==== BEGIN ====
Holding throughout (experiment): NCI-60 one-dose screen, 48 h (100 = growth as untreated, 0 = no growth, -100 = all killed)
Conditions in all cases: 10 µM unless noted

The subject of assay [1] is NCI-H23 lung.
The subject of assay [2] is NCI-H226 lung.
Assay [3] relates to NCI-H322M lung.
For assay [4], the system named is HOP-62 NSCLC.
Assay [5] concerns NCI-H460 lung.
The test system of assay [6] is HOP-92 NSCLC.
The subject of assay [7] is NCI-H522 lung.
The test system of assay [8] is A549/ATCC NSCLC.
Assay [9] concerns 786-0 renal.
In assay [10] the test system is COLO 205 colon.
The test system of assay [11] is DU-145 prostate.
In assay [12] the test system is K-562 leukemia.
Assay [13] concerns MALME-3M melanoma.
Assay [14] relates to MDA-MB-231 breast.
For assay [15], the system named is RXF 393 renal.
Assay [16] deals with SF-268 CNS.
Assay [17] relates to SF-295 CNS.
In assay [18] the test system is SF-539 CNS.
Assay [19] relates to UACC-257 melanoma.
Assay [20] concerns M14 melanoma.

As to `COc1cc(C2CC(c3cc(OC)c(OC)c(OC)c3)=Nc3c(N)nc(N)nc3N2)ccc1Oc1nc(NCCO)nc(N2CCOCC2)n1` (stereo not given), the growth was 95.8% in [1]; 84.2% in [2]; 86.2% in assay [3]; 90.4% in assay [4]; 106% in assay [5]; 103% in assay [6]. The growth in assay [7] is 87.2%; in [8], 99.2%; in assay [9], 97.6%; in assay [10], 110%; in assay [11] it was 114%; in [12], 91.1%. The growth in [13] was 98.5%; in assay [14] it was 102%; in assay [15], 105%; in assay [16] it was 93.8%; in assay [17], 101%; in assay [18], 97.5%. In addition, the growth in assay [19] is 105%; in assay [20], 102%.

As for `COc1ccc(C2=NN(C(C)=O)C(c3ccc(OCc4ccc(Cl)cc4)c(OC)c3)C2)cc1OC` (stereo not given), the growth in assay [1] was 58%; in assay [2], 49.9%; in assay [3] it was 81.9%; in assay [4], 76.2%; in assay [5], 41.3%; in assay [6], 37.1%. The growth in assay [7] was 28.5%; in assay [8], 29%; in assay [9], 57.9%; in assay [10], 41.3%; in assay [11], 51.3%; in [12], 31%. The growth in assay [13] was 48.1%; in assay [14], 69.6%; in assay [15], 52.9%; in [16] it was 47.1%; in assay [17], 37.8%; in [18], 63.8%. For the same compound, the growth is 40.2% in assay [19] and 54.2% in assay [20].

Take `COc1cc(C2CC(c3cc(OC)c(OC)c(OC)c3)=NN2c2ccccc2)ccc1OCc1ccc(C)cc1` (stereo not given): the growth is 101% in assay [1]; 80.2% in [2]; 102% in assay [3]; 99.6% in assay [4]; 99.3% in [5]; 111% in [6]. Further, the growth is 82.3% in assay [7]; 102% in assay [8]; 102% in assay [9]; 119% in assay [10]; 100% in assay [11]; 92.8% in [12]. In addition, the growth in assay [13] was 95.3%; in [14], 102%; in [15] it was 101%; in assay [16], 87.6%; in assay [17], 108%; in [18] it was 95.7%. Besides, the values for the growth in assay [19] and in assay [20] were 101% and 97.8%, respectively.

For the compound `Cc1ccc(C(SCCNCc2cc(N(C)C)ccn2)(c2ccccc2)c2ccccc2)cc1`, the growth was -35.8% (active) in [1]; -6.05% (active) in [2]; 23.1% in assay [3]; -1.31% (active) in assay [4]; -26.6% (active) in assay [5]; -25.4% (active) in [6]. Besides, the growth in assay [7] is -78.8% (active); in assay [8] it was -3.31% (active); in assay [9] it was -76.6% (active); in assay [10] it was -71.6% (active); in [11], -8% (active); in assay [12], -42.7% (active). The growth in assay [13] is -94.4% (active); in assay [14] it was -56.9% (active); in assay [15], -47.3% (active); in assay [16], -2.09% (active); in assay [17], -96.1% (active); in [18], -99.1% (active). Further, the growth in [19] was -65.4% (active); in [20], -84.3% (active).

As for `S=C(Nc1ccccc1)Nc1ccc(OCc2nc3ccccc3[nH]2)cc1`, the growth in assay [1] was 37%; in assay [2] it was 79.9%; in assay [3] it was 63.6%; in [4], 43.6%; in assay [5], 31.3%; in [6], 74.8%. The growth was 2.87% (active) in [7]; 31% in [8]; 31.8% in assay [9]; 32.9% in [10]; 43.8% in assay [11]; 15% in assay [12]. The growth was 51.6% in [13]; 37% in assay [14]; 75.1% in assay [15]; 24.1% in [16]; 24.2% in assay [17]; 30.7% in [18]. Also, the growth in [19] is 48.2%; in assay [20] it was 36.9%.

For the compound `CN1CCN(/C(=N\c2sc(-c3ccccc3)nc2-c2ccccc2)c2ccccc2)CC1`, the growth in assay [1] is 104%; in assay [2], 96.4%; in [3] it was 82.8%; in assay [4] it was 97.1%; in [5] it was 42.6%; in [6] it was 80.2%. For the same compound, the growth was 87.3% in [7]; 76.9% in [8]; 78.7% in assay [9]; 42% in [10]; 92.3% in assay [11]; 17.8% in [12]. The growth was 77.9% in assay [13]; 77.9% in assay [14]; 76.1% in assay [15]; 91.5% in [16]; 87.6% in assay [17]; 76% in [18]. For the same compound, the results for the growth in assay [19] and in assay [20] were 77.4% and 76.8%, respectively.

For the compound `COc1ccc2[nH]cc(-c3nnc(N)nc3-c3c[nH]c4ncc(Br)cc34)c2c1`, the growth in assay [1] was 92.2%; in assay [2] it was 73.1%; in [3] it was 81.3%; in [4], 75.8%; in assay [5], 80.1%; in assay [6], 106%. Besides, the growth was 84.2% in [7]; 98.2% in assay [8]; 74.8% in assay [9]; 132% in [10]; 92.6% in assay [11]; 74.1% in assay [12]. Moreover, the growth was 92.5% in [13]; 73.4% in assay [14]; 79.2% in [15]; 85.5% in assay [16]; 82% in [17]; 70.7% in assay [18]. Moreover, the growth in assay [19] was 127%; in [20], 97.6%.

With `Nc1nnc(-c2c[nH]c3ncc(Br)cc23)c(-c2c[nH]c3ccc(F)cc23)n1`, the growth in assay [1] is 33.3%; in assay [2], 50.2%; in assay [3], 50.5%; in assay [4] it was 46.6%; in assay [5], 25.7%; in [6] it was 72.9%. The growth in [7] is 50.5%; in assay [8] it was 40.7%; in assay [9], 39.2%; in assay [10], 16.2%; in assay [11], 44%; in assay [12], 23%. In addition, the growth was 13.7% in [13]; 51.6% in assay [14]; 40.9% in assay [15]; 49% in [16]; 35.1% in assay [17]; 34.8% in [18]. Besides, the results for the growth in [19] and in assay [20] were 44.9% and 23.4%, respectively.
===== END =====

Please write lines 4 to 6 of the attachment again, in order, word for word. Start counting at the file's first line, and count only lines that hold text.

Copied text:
The subject of assay [2] is NCI-H226 lung.
Assay [3] relates to NCI-H322M lung.
For assay [4], the system named is HOP-62 NSCLC.